One of the key questions in safe-AI is that of value-learning. How to endow any potentially super intelligent AGI with a sufficient and robust notion of human values that results in safe behaviour (or considered as such by the vast majority of humanity) when potentially scaled up and executed by a superintelligent being. Current discourse around the safety of value-learning are often concerned with false extrapolations of human values to extreme scales which tend to lead to extremely undesirable outcomes (by our values). A standard Yudkowsky-esque argument is that somehow the AI will learn that ‘smiles make humans happy’ and then proceed to dissasemble the entire universe’s matter (including humans) to make tiny nano-size smiles, thus maximizing this misspecified value function. While a somewhat absurd example this does get to the heart of potential worries about value-learning gone wrong. Notice that a key assumption here is that the AI simply picks out one objective function to optimize, and that is this one objective function is flawed in some way then the results will be disastrous.

We argue that a straightforward way to potentially ameliorate this is by taking a bayesian approach to the learnt reward function. Instead of learning a reward function itself, we instead learn a posterior distribution over potential value functions. The AI then acts to optimize some function of the value function (typically maximize it), but crucially averaged over all possible value functions weighted by their posterior probability. Mathematically this is that instead of maximizing \(\underset{V}{argmax} \, \, V(world)\) the AI maximizes \(\mathbb{E}_{p(V | o)} V(world)\). This approach has several advantages over the learning of a single value function. For one, it is intrinsically more robust to the sort of value function misspecification, since the AI must maximize the average value over all possible value functions considered in its posterior. This means that when extrapolated to an extreme, in the smile example, the AIs value posterior is also likely to include value functions for which the whole universe being converted into nanosmiles is a very undesirable state of affairs, thus leading the AI to instead maximize a kind of middle ground between value functions, which is likely to be safer.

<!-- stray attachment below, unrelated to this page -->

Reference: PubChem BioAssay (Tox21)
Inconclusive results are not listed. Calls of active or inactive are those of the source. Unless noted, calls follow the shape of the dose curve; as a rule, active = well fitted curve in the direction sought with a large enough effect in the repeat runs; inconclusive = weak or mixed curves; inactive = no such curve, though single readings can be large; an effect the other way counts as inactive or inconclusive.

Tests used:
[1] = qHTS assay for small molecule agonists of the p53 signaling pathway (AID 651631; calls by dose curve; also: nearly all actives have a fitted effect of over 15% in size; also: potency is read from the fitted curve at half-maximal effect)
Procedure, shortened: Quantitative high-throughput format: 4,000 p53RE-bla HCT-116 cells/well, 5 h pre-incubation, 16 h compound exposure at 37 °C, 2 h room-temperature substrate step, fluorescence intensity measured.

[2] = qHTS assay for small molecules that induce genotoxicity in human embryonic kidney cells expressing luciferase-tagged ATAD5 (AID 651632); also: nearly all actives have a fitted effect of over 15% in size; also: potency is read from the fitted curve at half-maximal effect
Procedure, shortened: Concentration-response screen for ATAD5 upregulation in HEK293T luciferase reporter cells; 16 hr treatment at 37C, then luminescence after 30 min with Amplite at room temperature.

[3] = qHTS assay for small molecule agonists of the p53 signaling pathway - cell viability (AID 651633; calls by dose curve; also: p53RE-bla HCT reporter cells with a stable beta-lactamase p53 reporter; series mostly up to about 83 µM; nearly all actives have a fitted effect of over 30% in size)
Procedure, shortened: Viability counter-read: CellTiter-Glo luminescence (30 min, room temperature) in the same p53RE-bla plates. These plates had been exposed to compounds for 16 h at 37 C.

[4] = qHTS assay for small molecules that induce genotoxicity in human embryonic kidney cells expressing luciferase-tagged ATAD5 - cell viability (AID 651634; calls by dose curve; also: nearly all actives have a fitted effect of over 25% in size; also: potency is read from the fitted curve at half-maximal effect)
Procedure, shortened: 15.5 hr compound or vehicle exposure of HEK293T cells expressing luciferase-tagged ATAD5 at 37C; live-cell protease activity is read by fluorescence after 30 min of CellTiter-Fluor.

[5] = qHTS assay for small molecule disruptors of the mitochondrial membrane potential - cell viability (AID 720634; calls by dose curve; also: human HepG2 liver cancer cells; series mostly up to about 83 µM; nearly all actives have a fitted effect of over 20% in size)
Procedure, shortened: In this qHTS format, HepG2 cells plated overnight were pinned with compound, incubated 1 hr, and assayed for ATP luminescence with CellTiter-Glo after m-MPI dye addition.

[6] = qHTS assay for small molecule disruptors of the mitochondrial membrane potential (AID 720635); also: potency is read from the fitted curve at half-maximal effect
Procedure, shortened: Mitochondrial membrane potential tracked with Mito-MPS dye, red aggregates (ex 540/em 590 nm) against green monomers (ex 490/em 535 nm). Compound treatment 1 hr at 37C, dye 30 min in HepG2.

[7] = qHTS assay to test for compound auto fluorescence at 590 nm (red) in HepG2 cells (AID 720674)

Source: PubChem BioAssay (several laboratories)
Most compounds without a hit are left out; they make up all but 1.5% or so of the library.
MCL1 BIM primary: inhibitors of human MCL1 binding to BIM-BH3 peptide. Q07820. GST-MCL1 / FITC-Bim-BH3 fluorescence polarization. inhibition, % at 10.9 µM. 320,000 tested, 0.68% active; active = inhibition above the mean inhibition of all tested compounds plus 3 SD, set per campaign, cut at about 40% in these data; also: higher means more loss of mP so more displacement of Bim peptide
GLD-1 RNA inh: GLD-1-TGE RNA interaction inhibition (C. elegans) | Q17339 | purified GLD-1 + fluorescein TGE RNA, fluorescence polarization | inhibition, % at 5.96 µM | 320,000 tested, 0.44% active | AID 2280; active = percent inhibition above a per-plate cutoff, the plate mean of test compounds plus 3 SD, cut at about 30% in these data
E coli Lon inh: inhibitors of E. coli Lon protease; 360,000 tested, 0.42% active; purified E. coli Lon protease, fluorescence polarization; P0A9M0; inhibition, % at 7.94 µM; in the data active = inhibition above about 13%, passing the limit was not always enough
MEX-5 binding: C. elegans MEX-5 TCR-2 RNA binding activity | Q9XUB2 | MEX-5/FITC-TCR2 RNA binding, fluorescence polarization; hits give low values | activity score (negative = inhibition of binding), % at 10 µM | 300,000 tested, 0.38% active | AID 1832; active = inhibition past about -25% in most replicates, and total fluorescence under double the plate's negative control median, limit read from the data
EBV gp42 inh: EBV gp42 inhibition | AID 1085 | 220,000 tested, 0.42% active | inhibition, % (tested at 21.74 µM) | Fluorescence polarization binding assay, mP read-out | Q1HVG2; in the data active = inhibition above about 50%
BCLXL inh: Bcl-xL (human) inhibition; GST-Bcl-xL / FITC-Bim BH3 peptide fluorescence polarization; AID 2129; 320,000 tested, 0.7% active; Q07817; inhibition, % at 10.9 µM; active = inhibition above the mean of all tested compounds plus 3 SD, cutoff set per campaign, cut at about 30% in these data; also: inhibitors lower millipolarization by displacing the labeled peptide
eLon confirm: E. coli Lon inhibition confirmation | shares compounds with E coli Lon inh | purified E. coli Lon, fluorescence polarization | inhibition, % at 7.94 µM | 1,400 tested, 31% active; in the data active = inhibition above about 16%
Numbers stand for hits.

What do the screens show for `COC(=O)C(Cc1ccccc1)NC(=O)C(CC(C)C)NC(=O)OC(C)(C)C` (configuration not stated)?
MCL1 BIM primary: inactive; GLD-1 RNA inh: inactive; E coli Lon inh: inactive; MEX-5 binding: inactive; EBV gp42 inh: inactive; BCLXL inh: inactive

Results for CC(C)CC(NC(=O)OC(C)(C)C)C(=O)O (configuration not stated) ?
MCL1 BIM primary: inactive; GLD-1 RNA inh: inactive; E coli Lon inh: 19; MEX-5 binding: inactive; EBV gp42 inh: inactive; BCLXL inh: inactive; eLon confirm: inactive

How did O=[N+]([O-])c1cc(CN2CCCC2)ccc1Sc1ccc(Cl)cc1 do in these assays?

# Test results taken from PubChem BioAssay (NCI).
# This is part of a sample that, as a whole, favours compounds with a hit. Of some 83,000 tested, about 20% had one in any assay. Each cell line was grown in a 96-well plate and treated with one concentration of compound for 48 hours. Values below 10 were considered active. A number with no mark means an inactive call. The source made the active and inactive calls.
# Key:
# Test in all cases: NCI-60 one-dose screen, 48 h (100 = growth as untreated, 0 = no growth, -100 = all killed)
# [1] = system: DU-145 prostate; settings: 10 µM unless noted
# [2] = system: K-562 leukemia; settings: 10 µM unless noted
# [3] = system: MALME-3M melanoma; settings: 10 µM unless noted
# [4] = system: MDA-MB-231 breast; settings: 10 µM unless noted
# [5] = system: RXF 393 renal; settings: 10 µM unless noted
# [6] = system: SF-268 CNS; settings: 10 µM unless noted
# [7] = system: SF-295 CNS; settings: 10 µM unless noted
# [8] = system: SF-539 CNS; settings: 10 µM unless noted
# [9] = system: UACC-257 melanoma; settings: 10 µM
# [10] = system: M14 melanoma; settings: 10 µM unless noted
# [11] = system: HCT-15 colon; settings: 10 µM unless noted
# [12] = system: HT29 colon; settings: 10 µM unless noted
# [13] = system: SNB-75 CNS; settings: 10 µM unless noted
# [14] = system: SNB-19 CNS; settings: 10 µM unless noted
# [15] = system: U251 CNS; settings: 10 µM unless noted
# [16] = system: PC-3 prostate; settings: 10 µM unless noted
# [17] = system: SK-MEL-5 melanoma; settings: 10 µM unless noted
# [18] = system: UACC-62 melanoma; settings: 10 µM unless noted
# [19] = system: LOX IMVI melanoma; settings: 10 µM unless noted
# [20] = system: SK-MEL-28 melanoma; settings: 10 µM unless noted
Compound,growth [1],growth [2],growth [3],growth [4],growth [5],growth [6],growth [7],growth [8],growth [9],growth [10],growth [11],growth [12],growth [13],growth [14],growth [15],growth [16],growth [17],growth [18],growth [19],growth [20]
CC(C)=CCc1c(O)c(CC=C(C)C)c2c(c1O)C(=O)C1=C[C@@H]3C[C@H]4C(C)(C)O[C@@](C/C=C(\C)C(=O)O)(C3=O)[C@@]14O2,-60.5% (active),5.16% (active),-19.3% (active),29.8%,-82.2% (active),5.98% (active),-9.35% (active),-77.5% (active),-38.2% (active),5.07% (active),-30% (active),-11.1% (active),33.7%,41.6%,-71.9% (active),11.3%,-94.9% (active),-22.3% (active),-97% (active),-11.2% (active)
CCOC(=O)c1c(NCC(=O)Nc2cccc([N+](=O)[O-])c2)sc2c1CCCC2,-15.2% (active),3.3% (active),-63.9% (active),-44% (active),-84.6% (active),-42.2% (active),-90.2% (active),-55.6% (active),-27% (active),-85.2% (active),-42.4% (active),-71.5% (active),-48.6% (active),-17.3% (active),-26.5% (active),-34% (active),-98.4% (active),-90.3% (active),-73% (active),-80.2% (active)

I don’t have a full mathematical proof of this and I am not sure one is possible in the general case, since it will depend heavily on the actual learning mechanism the AI has for inferring the value posterior. There are obviously various potential pathological cases here. Obviously the AI could learn a posterior where the majority of value functions weighted by probability behave badly (for us) under scaling. This might just be a natural property of value functions learnable from human behaviour – that they are not amenable to scaling. However, a significant majority of the value functions thus learnt would need to tend in the same direction – i.e. not be orthogonal – for unsafe behaviour to develop. For instance, suppose one value function is that the universe should be covered with smiles, and another is that it should be covered by laughs. In theory these value functions may cancel each other out to result in safety if they are orthogonal, but will not if not. This is a serious possibility and should have some empirical and theoretical study devoted to it. A second possibility is a pascal’s mugging problem of small but extremely beneficial events. That is supposing the smile value function is assigned some small but finite probability. Now if the AI manages to actually convert the entire universe to smiles, this could produce an extremely beneficial outcome by the AIs standards, potentially beneficial enough to ensure that the mean outcome is very positive even if all other value functions in the distribution assign negative value to this outcome. (similarly a negative event could occur in which a likely outcome in general (and desirable under most value functions) is extremely negatively valenced under one, and this extreme negative valence could outweight the rest of the distribution. This is a potential concern although there are multiple obvious methods which can be used to reduce the likelihood of issues like this. The first is simple to use a different aggregation function instead of the mean, such as the median. This will immediately result in behaviour which is less sensitive to extreme outliers. Other methods could include the normalization of value functions (so that each only has a set number of ‘points’ to spread around so that one is not disproportionately valuable and thus results in a ‘utility monster’) and b.) regularising the posterior over the value function through the use of strong structural priors. This latter method I believe has a lot of potential for use in practical AI safety. In effect, many of the potential issues arise from errors of extrapolation – i.e. the AI learns some value function over a regular space from humans (somehow) and then extrapolates it to scales far beyond standard human ranges. This means that away from the data the AIs learnt value function may diverge almost arbitrarily from the “true” extrapolation (if one even exists). This is a standard problem of supervised learning and can be addressed using standard methods. If we put strong priors of high uncertainty of extrapolation away from the learnt data, and also put a strong prior that high uncertainty means do nothing then this may potentially enhance safety. Of course safety can likely not be 100% guaranteed using these methods, but it can be substantially improved and that is ultimately what matters.